Georg Westermayer , the author of the "Chronik der Burg und des Marktes Tölz", first published in 1871, for which he was granted honorary citizenship in 1879, mentions other origins of Tölz. According to Westermayer, the place goes back to a Roman settlement called Tollentium or, according to other sources, Tollusium . He also refers to Johannes Aventinus and his "Annales Bojorum Lips." As well as Karl Roth and his "Contributions to German language, history and local research", who mentions the early place names tholanza and dolanza . Furthermore, Westermayer described the Celtic settlement of the region. Finds and ground monuments testify to this Celtic ( e.g. the corona field near Gaißach, finds from the Hallstatt period ) and later Roman settlement of the area, the place name derives from the Celtic tol for valley. The historian Wilhelm Schmidt confirmed a Roman settlement . This existed at least since the time of Germanicus . This Roman settlement is said to have been an important junction on several Roman roads .
According to Westermayer, Hainricus de Tolnze did not come from the Upper Palatinate, but from Schäftlarn . He proves him to be a witness to a donation from Rudiger von Lindahe in 1180 and refers to mentions in a document from the Schäftlarn monastery from 1182, where he is also mentioned as Tolnzar with his knights . Other sources also speak against an Upper Palatinate origin, such as Stephan Glonner's “History Notes for the Isarthal”, which mentions family ties to former lords of Hohenburg, as well as Lang in his “Bavaria”, who assigned him to an old resident gender and his marriage to Bernhard the Younger von Weilheim names. Heinrich von Tollenz managed several castles and because of his reputation he accompanied Otto von Wittelsbach on his negotiating days. These first led him to the Upper Palatinate, to Amberg and Regensburg , next to the Counts of Wasserburg and Falkenstein . Heinrich von Tollenz was also in the favor of Emperor Heinrich VI. who mentions him as an "Upper Bavarian knight" among the appointed witnesses. Heinrich von Tollenz also met regularly with Ludwig the Kelheimer .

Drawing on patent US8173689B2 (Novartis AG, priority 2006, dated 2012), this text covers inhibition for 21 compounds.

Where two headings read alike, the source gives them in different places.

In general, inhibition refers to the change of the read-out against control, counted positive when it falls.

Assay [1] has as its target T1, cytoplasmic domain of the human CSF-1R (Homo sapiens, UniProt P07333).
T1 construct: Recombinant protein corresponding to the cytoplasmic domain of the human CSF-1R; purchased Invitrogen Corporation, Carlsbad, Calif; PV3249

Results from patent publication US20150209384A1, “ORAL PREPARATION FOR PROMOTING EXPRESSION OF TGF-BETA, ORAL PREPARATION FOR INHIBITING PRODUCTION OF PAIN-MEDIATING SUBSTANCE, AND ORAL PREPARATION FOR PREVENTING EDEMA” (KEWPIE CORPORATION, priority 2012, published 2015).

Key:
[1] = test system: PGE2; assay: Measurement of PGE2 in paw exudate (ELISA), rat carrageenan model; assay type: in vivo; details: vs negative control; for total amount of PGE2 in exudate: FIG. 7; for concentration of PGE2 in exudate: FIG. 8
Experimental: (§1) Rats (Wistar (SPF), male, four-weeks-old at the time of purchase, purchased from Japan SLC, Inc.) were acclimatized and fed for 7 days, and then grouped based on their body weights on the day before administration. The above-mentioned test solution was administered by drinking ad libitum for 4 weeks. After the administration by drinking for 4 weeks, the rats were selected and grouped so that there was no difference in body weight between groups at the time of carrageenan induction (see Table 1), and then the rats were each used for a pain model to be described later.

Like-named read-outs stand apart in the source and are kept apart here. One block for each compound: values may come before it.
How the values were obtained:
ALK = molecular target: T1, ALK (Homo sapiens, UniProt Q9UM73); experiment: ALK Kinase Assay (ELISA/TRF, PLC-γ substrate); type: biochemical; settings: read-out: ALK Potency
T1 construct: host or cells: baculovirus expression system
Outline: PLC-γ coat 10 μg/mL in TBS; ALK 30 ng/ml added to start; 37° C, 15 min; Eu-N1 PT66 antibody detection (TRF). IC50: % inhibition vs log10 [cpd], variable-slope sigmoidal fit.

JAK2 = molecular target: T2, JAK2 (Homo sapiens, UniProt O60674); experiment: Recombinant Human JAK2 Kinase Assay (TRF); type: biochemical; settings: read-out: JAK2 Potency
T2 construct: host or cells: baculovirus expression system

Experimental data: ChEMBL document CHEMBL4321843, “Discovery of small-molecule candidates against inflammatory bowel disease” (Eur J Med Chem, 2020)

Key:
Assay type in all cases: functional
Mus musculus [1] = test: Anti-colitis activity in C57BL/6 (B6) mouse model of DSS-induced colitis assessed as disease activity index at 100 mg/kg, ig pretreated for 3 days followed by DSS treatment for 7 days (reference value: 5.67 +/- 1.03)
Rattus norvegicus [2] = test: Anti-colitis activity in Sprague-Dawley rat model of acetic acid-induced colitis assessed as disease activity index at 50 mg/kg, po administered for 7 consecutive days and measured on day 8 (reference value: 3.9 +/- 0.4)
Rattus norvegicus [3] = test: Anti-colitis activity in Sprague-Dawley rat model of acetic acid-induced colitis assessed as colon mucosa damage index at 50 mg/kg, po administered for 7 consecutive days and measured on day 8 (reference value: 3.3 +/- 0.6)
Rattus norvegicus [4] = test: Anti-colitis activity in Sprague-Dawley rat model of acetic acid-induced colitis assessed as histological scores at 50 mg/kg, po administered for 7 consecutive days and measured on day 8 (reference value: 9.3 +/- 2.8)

In his “Short History of Bad Tölz”, published in 2017, the cultural scientist Stephan Bammer doubts the thesis of Tölz's Roman origin. Westermayer relied too much on the assumptions of Aventinus. Bammer, on the other hand, also refers to the historian Josef Katzameyer, who is more critical of the source. The earliest mention of a place name related to "Tölz" can only be traced back to the 12th century, but in fact the origin is still to be found in the Reginried settlement. The place was mentioned as Reginpendetesried as early as 1073. The name refers to the clearing area (reed) of a Reginbrecht. At this time the place was subject to Hohenburg's rule. The name Reginried was used until 1214.